1. You need to finish this term with the best grades that you can manage. So: start going to office hours / tutorials / whatever other resources there are -every single time. It is possible that you just aren't cut out for these subjects- but it is also possible that the ways of learning that worked for you in high school just don't work in college. There are a lot of practical things you can do to help yourself: read the chapter *before* the class. Do your homework *immediately* after class. Before the next quiz ask somebody in your class who seems to be doing well if you could study together for the quiz.(bonus: great way to get started talking to people).

    2. Go see your profs, your advisor, the careers office and the campus counselor. With the campus counselor, talk about making life decisions that will work for you while worrying about your parent's reactions, and the kinds of things that you might like to do. With the careers office, ask about careers that link to the things that come up with the counselor, and what kinds of classes / majors can get you there. With your advisor, ask about how you can make best use of the classes you have taken / are taking, and how you can fit in the classes that you want to try as you re-focus your field of interest. And with your profs, ask if there are ways they can help you master the material in the classes you are taking from them now. I have not forgotten that you are an introvert, but even introverts can pick themselves up by the (metaphorical) back of the collar and go talk to people when things are in extremis- which they are.

    If you do all those things, your grades should improve; you will have a better sense of whether the problem is the major or not; you will have thought through other options than just "doctor" "accountant" "psychologist" (and there are so many, many other options); and you will have gotten out of your room and taken charge of your life- 2 things that almost always make people feel happier!

    And by the way: you are not alone. Some 30-40% of students change their intended major once they get to college. Many change because they find out that they don't like it - and many because they discover other things that they had never imagined, that they like even more. At most colleges you don't have to declare your major until the end of 2nd year- and that's deliberate, to give you time to figure out what you really want. Use that time!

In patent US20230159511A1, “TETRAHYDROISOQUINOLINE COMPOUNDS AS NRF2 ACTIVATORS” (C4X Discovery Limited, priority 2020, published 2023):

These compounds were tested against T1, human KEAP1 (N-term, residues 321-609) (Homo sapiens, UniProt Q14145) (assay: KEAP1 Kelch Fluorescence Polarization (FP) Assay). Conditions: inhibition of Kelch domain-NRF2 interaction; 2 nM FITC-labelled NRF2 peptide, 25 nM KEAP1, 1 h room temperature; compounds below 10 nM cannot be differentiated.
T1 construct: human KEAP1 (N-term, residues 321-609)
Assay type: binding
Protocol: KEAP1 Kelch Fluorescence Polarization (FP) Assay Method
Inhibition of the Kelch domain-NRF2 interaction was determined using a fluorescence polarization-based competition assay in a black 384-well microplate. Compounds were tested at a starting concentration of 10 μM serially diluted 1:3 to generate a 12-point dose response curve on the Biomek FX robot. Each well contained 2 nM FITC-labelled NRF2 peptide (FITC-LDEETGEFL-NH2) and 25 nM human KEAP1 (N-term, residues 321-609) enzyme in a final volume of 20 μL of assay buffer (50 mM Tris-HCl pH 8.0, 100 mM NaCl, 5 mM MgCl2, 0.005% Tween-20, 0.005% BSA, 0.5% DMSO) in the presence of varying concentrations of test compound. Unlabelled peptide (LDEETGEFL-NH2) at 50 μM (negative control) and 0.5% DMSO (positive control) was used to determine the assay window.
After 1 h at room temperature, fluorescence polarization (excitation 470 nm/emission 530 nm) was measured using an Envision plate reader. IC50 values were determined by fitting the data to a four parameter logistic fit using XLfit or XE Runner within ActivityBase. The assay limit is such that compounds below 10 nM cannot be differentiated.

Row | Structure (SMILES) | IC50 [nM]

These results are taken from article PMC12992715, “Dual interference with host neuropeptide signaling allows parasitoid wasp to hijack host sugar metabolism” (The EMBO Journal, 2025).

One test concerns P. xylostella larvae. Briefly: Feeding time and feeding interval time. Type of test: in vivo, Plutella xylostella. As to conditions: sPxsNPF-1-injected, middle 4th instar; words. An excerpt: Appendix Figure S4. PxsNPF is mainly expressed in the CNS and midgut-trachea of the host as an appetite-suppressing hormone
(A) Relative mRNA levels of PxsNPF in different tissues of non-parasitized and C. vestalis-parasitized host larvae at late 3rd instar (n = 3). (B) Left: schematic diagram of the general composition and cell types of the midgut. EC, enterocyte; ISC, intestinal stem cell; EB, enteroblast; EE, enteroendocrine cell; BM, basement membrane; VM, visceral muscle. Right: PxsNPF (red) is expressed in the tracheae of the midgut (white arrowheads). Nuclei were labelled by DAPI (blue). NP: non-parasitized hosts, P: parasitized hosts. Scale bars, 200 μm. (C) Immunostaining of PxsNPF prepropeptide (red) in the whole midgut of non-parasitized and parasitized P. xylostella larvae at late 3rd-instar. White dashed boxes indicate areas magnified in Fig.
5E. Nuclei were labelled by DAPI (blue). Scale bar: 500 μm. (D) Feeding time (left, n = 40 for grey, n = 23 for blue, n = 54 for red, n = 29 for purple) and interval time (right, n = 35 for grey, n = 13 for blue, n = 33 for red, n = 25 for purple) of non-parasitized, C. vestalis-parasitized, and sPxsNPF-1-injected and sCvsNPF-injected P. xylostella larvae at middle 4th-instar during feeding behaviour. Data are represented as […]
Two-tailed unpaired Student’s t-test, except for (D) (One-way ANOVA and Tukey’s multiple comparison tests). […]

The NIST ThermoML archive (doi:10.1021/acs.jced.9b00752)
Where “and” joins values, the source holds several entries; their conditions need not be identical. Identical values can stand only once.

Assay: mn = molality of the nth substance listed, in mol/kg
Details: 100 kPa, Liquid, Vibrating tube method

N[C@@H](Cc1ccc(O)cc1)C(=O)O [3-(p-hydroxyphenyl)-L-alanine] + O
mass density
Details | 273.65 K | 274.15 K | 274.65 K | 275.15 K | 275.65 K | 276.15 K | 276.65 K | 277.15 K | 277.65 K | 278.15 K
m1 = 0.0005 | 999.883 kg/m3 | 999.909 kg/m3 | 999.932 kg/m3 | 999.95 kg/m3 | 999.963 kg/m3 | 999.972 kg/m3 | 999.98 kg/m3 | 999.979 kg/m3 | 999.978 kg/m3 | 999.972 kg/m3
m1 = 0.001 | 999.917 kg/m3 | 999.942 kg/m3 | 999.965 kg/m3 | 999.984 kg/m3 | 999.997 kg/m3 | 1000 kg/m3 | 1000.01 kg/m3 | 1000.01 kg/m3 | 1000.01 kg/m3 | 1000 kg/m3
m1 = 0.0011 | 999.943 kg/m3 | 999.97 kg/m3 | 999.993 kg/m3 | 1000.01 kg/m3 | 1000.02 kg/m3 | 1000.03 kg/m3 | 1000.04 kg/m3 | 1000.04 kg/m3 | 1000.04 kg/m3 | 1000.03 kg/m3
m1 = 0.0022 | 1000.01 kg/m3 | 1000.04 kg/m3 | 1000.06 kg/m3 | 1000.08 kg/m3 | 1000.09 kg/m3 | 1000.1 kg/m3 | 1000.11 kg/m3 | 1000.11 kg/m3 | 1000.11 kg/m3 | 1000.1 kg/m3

Good luck, and come back & tell us how you are getting on.
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  • SuperSenior19SuperSenior19 173 replies7 threadsRegistered User Junior Member
    I'm actually not in college yet but I'll be a freshman next year and I feel like I'm the only one who's not already dead set on a major, so I feel you! I have friends in college who have switched majors, though, and they've said it's usually not hard to do. The firast two years should be gen eds, so it's definitely not too late. Did you get a lot of AP credit from high school? That will give you more wiggle room as far as credits go.

    What subjects did you enjoy and/or do well in during high school? What kind of grades are you aiming for? Maybe you could try some summer courses in another field. Do you have an academic advisor you could talk to?

    Idk if you'd like this, but what about medical laboratory science? I'm not sure how many colleges offer it and the pay doesn't quite match accounting, but you learn how to analyze lab tests (like bloodwork in a hospital for instance). It sort of combines the science of medicine with the predictability of accounting, but you don't have to interact with patients. I looked into it for a while.

    I've also tried looking through the course list for random majors and seeing what classes you need, reading the course descriptions and syllabi, etc. That way you can get a feel for what it'd actually be like.

    I'm not shy per se, but I get intimidated by people sometimes too. Just take a deep breath and force yourself to be more assertive -- chances are lots of your classmates are looking for friends too! Joining a few clubs or study groups might help. I've tried to become more confident with social stuff and honestly starting with the little things helps -- say hi to your teachers and classmates, talk to people in line at the store, etc.
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  • bjkmombjkmom 7942 replies158 threadsRegistered User Senior Member
    edited March 30
    My daughter started the year as a marketing major. Big mistake; it's pretty heavily loaded with mathy courses. And, in spite of my avatar, it turns out that math REALLY is not her thing!!!

    So she recently met with her advisor, and switched her major to Communications, with a Marketing minor. What a great choice!!! All the things she liked best about marketing, without the huge math component-- her current College Algebra class will satisfy the math Gen Ed requirement. And it turns out that the vast majority of the courses she's taken have been either Gen Ed or will count towards her new focus.